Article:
By Mike Ceaser
In Caracas, Venezuela
Subsidised shopping has bought the votes of the poor
Ana Uzcategui emerges from a government-run Mercal supermarket in downtown Caracas carrying two sacks heavy with rice, sardines, spaghetti and flour.
"Here, they sell things cheaper," says Mrs Uzcategui, a 43-year-old housewife. The same money "buys me double", compared to a private store.
With an 15 August recall vote on his presidency just around the corner, Hugo Chavez hopes the bargains from the government's subsidised market will put Mrs Uzcategui's vote in the bag, too.
To make certain, the front of this supermarket is emblazoned with a huge red "No", reminding shoppers to vote against the recall
Like many Venezuelans on low incomes, Mrs Uzcategui needs no prompting.
"Chavez seems like a good president to me," she says, smiling.
On Sunday, Venezuelans go to the polls to choose whether or not to cut short Mr Chavez's term, which runs until the end of 2006.
To unseat him, the opposition must win a majority of the vote and also gather more votes than the 3.8 million Mr Chavez received in his 2000
Even then, Mr Chavez might still defeat the opposition coalition, if courts let him stand in the presidential elections to follow a month later.
Mr Chavez has seen off challenges in the past
The subsidised food markets the government has opened throughout the nation are just one small part of its oil-financed spending spree.
In the sprawling slum above the Mercal, Cuban doctors provide free health care and residents build homes with government-provided materials.
A few miles away in central Caracas, 15 adults enrolled in a government literacy course watch a video on a large new television.
Nearby, the capital's underground railway is being expanded and its pitted streets repaved.
Late last year, Mr Chavez's approval rating fluctuated between 30% and 40%, and his electoral chances looked dim.
But then oil prices hit record highs, filling the state's
coffers and financing a plethora of programmes popular with the nation's poor majority.
High oil prices have also enabled Venezuela, the world's fifth-largest oil exporter, to rebound strongly from a two-month opposition petroleum strike which crippled the nation's economy in late 2002, but failed in its goal of forcing out Mr Chavez.
The middle classes want Mr Chavez out...
Nevertheless, the high oil prices have achieved no miracles for a one-product economy which has been shrinking for decades.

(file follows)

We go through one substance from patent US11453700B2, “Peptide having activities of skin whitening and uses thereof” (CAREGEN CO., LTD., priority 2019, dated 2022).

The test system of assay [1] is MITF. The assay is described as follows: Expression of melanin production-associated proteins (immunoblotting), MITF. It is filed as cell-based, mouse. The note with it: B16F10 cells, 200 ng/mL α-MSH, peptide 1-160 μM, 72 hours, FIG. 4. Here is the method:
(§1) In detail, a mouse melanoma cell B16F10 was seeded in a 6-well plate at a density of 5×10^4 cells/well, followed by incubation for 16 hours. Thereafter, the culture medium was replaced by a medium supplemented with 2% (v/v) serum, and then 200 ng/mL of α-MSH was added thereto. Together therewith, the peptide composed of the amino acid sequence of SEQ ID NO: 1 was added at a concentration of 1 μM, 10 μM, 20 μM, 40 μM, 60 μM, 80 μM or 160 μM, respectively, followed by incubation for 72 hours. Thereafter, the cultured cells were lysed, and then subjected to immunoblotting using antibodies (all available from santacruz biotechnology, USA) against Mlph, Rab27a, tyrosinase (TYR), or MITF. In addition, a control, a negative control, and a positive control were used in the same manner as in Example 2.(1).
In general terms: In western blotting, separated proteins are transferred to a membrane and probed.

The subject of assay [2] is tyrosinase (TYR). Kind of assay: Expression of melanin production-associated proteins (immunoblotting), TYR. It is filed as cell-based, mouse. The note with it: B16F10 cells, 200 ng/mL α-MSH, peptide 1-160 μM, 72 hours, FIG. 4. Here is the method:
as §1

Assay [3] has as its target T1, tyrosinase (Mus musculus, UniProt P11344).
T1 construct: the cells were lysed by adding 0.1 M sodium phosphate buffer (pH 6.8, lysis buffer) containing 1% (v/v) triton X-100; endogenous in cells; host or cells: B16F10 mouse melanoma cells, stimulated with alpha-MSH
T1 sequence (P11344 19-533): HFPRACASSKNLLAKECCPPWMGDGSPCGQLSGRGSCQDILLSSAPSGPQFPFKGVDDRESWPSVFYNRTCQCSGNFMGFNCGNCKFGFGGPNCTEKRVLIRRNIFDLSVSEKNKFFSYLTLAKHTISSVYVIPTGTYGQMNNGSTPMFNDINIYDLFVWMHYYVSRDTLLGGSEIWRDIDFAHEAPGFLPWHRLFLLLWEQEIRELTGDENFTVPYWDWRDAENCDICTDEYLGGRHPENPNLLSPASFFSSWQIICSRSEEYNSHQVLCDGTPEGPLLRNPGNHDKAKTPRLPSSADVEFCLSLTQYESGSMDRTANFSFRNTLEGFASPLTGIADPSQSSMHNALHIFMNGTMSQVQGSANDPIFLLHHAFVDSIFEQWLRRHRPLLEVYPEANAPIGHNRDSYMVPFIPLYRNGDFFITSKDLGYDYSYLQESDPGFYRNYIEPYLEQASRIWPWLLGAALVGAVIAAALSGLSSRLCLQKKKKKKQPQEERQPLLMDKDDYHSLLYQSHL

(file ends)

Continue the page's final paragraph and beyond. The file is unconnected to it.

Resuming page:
Unemployment remains at about 20%, and pavements are crowded with people selling pirated CDs and renting telephones.
Inflation is also over 20 percent - despite price controls which farmers say make it unprofitable to bring products to market.
Ups and downs
And this year's boom may be only a blip in Venezuela's long economic decline, which has seen per-capita income drop 23% over the past decade.
In 2000, nearly half of Venezuelans lived on less than $2 per day.
... the poor want him to stay
Such widespread poverty amidst oil riches swept the charismatic Mr Chavez and his "Bolivarian Revolution for the Poor" to landslide election victories in 1998 and 2000.
Today, businesses have shut up shop, investment has fled and poverty has deepened.
Once immigrants poured in from Southern Europe and the Caribbean; now, hundreds of thousands of moneyed Venezuelans have left for Europe or Florida.
Caracas department store owner Tomas Friedlander says his sales have dropped 40% over the past two years.
The government's foreign exchange controls and a law prohibiting reducing staff haven't helped, either.
"The reason we've survived is that a lot of other stores in the area have shut down," Mr Friedlander says.
"I'm hoping that after Sunday we're going to get a better government."
But working at a pavement stall a few streets away, Franklin Fagundez lists the reasons he's grateful to Mr Chavez.
In his poor neighbourhood, the government has opened subsidized cafeterias; one of his relatives received a free zinc roof; and Cuban doctors provide medical care.
"Thanks to Chavez, I have this stand in the street," he says. "Other governments didn't permit it."
The Chavez government has created jobs. In particular, it has distributed land to poor peasants and organized farming and manufacturing cooperatives.
But pavement stalls and garden plots fall short of the modern, industrialised economy many envision for this major petroleum exporter.
Small entrepreneurs say the Chavez government gives them hope
Mr Chavez's critics have branded his gardening programme "medieval" and ridiculed his call for city dwellers to build "vertical chicken coops" on their rooftops.
If the opposition manages to replace Mr Chavez, it can be expected to try to increase petroleum exports and embrace the Washington-backed free trade agreements which he has denounced as exploitative.
Opposition leaders have said they will "re-evaluate" populist programmes and preserve only the ones considered effective.
Controversial policies such as the redistribution of farmland to landless peasants are almost certain to end, and Cuban doctors will find the environment much less amenable.